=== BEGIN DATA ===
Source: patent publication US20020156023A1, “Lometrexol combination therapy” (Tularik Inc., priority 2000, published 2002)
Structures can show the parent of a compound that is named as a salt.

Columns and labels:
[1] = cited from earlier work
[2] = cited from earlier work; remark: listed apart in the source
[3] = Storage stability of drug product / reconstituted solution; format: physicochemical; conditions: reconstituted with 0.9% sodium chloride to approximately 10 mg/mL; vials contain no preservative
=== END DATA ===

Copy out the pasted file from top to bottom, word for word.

Source: patent publication US20020156023A1, “Lometrexol combination therapy” (Tularik Inc., priority 2000, published 2002)
Structures can show the parent of a compound that is named as a salt.

Columns and labels:
[1] = cited from earlier work
[2] = cited from earlier work; remark: listed apart in the source
[3] = Storage stability of drug product / reconstituted solution; format: physicochemical; conditions: reconstituted with 0.9% sodium chloride to approximately 10 mg/mL; vials contain no preservative